General Motors has temporarily suspended its operations in Egypt due a currency crisis, a company source told Reuters.
Import-dependent Egypt has been in economic crisis since the 2011 uprising and subsequent political turmoil drove foreign investors and tourists away. Dollar reserves have more than halved to 16.4 billion dollars since then. “The entire sector has a currency crisis. We stopped production temporarily as of yesterday until we can clear the imports held up in customs,” an inside source told Reuters this week. “There is still some leeway with the government and the banks to solve the issue.” General Motors’ Egypt operation includes assembling trucks and cars and the Detroit-based automaker makes around 25 percent of country’s vehicles.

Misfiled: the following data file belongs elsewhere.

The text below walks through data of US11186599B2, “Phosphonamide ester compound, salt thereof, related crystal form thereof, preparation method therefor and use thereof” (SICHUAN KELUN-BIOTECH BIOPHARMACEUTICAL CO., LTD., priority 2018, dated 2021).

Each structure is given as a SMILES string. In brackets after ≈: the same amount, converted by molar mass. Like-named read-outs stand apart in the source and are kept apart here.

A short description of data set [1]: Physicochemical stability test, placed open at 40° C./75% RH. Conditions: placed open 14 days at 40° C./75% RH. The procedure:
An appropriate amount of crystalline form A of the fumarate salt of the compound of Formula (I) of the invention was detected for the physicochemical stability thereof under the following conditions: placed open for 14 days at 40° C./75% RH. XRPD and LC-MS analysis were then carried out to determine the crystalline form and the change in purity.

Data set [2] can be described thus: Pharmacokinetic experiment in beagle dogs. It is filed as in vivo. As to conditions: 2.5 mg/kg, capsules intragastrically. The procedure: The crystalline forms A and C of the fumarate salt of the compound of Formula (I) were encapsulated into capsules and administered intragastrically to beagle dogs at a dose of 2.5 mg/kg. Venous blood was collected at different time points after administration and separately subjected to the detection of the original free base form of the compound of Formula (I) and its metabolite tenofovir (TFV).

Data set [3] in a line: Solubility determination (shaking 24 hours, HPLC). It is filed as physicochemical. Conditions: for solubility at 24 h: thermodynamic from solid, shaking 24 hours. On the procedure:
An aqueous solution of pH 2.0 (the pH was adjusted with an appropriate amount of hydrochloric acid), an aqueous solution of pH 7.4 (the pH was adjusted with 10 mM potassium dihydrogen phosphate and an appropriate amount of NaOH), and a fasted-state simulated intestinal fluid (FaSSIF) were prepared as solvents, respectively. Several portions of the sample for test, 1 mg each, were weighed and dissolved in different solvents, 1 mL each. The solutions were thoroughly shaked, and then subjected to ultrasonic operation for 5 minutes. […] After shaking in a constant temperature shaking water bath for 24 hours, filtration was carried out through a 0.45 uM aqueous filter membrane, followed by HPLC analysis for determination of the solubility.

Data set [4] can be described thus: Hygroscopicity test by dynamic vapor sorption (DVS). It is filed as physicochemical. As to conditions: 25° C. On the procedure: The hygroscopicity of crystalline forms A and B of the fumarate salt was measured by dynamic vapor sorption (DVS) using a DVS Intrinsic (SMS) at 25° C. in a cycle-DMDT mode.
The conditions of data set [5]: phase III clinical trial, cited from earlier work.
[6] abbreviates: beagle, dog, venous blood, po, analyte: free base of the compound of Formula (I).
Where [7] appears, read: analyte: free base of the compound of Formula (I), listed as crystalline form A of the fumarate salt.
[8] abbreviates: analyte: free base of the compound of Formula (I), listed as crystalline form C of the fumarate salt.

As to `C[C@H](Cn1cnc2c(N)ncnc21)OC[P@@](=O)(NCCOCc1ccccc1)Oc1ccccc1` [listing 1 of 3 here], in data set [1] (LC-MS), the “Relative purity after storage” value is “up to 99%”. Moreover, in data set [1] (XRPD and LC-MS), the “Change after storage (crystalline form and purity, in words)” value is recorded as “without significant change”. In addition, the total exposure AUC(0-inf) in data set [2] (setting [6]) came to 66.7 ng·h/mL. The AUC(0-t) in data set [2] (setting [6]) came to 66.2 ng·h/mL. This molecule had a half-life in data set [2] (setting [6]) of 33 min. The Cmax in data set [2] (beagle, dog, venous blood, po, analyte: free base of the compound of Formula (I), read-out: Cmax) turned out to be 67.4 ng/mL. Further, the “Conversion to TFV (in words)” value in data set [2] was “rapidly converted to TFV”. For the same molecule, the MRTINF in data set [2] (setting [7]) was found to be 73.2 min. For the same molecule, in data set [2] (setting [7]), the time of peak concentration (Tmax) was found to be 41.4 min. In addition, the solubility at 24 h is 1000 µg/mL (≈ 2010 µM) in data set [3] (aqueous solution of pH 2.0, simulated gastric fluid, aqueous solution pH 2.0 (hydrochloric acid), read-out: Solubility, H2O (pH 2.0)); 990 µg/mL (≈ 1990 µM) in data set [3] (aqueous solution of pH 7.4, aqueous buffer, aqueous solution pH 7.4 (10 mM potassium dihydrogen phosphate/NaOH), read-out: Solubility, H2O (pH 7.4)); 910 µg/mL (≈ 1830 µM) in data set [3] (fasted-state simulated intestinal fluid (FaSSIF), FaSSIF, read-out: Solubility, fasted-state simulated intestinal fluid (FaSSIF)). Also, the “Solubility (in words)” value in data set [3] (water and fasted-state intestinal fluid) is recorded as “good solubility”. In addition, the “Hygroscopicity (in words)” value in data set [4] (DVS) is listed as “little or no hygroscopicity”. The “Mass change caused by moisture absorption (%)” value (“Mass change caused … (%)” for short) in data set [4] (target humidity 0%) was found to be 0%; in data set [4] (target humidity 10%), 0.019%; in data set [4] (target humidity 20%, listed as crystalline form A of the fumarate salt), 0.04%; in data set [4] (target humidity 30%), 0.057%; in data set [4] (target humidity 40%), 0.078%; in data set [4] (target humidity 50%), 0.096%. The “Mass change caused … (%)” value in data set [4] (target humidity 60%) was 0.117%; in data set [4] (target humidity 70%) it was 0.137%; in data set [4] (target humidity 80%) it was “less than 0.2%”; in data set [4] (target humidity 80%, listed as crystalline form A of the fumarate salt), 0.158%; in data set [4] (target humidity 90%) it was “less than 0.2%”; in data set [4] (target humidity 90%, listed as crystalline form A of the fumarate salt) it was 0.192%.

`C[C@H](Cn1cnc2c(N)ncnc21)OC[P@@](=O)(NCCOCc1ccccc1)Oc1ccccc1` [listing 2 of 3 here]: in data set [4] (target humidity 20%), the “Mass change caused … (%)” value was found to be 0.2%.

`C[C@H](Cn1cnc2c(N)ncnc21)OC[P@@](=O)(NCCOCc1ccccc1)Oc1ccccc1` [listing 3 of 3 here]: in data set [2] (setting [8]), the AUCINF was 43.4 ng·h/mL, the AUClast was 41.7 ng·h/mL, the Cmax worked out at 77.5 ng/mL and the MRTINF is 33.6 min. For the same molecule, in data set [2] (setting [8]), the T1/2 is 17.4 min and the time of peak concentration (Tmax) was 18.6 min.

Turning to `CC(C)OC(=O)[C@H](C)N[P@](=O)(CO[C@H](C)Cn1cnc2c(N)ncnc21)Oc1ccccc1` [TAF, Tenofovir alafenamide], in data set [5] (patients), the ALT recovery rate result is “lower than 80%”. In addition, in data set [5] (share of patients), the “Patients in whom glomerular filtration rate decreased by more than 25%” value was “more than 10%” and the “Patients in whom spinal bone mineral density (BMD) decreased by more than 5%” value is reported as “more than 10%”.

Separately, GM recently announced it opened the doors to the all-new GM Powertrain Performance and Racing Center, facility designed to enhance the development processes for the company’s diverse racing engine programs. The new 111,420-square-foot facility is connected to GM’s Global Powertrain Engineering Center and is part of a 200-million-dollar investment at the Pontiac, Michigan, campus. It relocates the Racing center from Wixom, Michigan to the new campus, bringing together under one roof an additional team of nearly 100 engine builders, engineers and other support staff. The Performance and Racing team is responsible for developing engines for NASCAR, NHRA, IndyCar, IMSA and other racing series.